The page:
No Bone Structure
Last week I heard back from the publisher, who (and very kindly) told me that while the book is well written and interesting, the lead, first-person character is annoying (wait, is this my sister talking about me?), and that the first-person perspective shared with the other two thirds might not work structurally. Yeah, that’s worth considering. I’m still considering.

Interestingly, I won a fellowship (minus the lodging fees) to a writing conference a few months back, based on the first 20 pages of this blasted book. The conference will be in two weeks, hosting four days of workshop sessions, where authors’ ideas (and heads) are tossed about, cheeks pinched and hair fluffed. I have a masters in creative writing, so I know from workshops: there can be much good in them, and some bad, but when I shop, I never buy the bad avocados anyway, so that’s all fine.

[pullquote]All this has been a long-winded way of me getting to wondering if, after eight years, I have the stamina to make the necessary—and still to be determined—changes to enliven this work.[/pullquote]

All this has been a long-winded way of me getting to wondering if, after eight years, I have the stamina to make the necessary—and still to be determined—changes to enliven this work. When I heard I’d won the fellowship, I considered sending them pages from the novel I’m working on—slowly—now, because its characters are the ones I’ve been mulling, in my mind and on the page. The last time I read the old book, I still liked it, still thought it resembled a novel, still thought it had a heart. (Of course, like a snoring relative, I still resented it too, and thought it lacking in ways, but hey, that’s a writer’s life.) This love/hate thing has me thinking my own opinion is worth a composted potato.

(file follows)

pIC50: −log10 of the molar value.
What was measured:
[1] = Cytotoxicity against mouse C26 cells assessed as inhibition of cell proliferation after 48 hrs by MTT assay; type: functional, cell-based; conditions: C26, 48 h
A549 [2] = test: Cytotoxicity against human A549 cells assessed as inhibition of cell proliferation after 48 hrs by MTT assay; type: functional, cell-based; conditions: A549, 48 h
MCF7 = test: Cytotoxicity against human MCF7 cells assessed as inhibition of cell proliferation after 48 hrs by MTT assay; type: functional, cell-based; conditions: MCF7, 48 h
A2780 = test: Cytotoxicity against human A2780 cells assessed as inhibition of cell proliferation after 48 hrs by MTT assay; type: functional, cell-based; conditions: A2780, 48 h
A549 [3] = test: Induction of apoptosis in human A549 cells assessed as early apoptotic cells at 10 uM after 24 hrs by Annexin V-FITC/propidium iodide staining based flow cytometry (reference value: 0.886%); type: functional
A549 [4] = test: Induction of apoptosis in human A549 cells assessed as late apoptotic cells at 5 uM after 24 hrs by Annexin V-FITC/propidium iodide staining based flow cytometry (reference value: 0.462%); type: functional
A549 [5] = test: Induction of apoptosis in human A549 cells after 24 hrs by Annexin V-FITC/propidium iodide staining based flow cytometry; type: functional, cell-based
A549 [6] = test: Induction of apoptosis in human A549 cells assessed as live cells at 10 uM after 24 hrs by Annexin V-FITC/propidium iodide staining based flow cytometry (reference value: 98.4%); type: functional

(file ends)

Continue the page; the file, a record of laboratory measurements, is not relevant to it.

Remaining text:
I really don’t know where I’ll go with this; the novel I self-published a few years ago is a slight work, even though it has some merit. My book of short stories, published by a small press, has some decent stories. That’s not quite good enough this time. I’m not the same guy I was eight years ago, though some of my pals might say that’s an advantage. I do think of Mark Twain, who wrestled with Huckleberry Finn for seven or eight years, tinkering forever to its eventual publication. The book is a masterpiece, but yet, it has that cockeyed ending that doesn’t quite taste like the last, lingering bite that a grand banquet should. We should all be so flawed.

I could always tinker for a few more years, and then I can simultaneously write/publish the sequel to Don Maass’s book: Writing the Breakout Novel (at 90). I’ll get an ear trumpet for my cell phone for all the congratulatory calls.

So, ye of WU, do you have a novel that’s been on your back for a while? Does it resemble a hunch? How do you feel about your work that has something, but perhaps not enough of it? Slash and burn? Slash and create? Leave the smoldering ashes and move on?

About Tom Bentley [2]

Tom Bentley [3] is a novelist, essayist, and business and travel writer. (He does not play banjo.) He's published hundreds of freelance pieces in newspapers, magazines, and online. He is the author of three novels, a collection of short stories, and a how-to book on finding and cultivating your writing voice. His singing is known to frighten the horses. See his lurid website confessions at tombentley.com [4].